In short, forensics is not as reliable as CSI wants its viewers to believe. The problem has led to what is known as the "CSI Effect." The CSI effect refers to the phenomena in which jurors in actual criminal cases make decisions to acquit the suspect based on their expectations of forensic evidence. Therefore, defense attorneys have been using the CSI effect in their favor, by suggesting to the jury that there were not enough fingerprints at the scene of the crime, or that the blood spatter evidence was inconclusive, in order to sway the jury. Research shows that "some televised depictions of law enforcement can influence people's beliefs about the legal system," and the CSI effect may indeed be leading to "an epidemic of unjustified acquittals," (Podlas, 2007). The flip side to this issue may be the fact that prosecuting attorneys may need to do a better job in informing the jury about the limitations of forensic evidence, pointing out the CSI effect as well as the facts and merits of the case. Likewise, there are cases in which forensic science and evidence should be demanded by a discerning jury. Hearsay, unreliable witnesses, and biases can too often lead to wrongful convictions. Juror demand for forensic evidence should be viewed as a good and not a bad thing.
There are some aspects of criminal justice procedures that are inaccurate, but which an educated or intelligent viewer should figure out with no difficulty. For instance, on CSI, the characters work within an unrealistic time frames and they get their results instantly. Of course, anyone who has gone to a doctor knows that test results do not come back instantly. It takes a long time for laboratories to analyze data, especially in large urban areas like those depicted on CSI. The television show uses mainly technologies that are used in real life, but there are some computer software applications that are designed for their appearance on television rather than on their accuracy. In other words, the producers are "taking computer graphics and making science do something it can't," (Stanton, 2009). On the television show, some of the investigators have more control over the case or over the scene than they would in real life. The show does not typically depict people demanding warrants, although as Gildea (n.d.) points out, the judge "almost always grants the warrant," giving the benefit of the doubt to the police. Unlike Law and Order, which often does show the warrant process, CSI does not. This omission is insignificant given that Law and Order is about all stages of the criminal justice process, whereas CSI is only about the forensic science. Some of the characters on CSI are shown to be interviewing suspects, which might be done if the investigator is also a detective who happened to know a lot about their area of specialization. It is more likely that a forensic science specialist would focus only on…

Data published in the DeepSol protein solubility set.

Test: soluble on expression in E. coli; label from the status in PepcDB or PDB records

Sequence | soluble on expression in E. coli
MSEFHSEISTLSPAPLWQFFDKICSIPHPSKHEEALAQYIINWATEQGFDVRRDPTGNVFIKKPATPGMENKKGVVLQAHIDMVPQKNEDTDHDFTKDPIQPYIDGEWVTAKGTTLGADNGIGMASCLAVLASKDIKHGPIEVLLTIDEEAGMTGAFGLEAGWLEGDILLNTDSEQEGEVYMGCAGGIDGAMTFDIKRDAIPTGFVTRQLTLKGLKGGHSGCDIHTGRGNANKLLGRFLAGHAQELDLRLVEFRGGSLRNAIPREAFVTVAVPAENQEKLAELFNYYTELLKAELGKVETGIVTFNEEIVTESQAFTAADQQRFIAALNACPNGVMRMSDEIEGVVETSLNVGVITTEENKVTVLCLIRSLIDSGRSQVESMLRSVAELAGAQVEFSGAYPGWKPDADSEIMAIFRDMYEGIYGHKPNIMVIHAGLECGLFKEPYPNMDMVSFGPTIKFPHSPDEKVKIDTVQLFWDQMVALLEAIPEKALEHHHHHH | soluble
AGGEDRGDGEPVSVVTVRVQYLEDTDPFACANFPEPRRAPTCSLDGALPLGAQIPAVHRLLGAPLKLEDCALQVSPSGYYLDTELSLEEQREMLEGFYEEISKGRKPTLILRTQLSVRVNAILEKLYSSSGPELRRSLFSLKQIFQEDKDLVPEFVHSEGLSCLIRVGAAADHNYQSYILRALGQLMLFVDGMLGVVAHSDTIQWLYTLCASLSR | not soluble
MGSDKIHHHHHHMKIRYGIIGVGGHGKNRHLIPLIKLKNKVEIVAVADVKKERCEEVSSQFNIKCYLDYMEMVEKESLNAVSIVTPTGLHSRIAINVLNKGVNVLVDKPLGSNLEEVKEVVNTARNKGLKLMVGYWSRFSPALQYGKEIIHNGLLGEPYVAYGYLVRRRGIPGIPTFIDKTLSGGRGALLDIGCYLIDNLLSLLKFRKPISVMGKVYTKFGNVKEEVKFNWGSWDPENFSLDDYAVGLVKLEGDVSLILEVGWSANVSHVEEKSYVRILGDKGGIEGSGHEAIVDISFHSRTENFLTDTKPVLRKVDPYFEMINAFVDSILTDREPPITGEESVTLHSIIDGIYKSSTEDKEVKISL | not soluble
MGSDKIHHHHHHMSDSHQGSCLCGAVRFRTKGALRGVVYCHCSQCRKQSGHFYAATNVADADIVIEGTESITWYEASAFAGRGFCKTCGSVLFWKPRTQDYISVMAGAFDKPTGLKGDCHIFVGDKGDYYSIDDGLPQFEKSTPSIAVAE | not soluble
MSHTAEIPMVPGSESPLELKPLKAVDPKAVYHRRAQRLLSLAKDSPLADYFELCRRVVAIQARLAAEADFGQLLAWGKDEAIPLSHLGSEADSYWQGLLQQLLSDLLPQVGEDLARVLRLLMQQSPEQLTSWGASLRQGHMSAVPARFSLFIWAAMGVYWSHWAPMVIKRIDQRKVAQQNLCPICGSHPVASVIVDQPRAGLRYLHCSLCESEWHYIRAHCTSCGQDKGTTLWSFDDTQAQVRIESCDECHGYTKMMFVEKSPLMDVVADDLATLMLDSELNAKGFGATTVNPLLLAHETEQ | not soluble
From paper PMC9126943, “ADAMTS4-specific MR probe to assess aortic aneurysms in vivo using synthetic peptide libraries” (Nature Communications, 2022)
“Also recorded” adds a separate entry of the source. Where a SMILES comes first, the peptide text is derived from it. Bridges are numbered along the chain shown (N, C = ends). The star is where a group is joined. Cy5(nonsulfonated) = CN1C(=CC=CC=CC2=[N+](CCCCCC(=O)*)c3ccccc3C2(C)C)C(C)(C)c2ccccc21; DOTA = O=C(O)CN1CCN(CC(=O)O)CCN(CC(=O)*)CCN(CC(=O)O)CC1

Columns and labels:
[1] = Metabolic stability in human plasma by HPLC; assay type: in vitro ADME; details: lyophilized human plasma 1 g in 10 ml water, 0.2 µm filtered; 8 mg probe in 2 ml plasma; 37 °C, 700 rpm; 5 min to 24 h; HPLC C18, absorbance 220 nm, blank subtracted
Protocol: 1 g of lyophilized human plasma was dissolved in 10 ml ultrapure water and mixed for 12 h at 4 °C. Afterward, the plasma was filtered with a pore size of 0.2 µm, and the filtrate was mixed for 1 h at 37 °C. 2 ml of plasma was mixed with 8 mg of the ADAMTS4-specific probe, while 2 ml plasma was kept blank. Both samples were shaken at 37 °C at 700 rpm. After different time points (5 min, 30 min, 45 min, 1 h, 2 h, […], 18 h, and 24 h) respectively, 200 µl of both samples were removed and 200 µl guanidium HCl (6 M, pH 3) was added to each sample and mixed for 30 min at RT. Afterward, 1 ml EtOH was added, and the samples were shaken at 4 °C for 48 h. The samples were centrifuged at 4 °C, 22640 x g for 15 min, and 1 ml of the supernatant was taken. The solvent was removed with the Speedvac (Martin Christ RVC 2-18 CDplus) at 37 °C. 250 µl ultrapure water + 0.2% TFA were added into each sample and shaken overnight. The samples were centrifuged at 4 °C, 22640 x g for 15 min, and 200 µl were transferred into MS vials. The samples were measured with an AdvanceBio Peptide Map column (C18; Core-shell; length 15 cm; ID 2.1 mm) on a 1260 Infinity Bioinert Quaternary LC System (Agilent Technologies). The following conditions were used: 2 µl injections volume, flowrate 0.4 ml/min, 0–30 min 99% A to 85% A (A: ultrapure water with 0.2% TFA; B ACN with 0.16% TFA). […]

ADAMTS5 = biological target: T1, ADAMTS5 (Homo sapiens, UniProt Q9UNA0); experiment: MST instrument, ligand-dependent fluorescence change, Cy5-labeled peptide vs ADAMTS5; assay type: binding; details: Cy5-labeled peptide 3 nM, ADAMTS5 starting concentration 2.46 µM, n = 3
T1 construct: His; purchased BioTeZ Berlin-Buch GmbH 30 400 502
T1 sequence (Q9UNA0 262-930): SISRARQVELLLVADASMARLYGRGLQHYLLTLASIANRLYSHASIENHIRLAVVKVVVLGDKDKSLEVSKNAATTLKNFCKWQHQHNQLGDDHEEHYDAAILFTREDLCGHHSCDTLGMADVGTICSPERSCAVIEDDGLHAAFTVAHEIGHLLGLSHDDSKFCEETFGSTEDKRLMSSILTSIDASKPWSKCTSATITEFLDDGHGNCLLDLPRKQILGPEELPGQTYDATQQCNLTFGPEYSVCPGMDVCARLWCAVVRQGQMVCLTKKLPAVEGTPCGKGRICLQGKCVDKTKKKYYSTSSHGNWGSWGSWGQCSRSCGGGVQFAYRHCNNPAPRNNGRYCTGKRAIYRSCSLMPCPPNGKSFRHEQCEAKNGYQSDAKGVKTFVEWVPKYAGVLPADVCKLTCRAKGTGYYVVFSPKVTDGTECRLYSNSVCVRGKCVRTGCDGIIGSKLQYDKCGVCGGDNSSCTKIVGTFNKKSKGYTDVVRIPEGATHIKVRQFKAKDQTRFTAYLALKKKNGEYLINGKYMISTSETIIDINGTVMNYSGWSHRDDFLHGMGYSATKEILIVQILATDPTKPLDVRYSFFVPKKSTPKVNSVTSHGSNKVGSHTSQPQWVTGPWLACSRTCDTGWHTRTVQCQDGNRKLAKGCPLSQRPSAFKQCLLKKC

Moreover, the show does not explain some of the detailed aspects of how investigators carry out their work.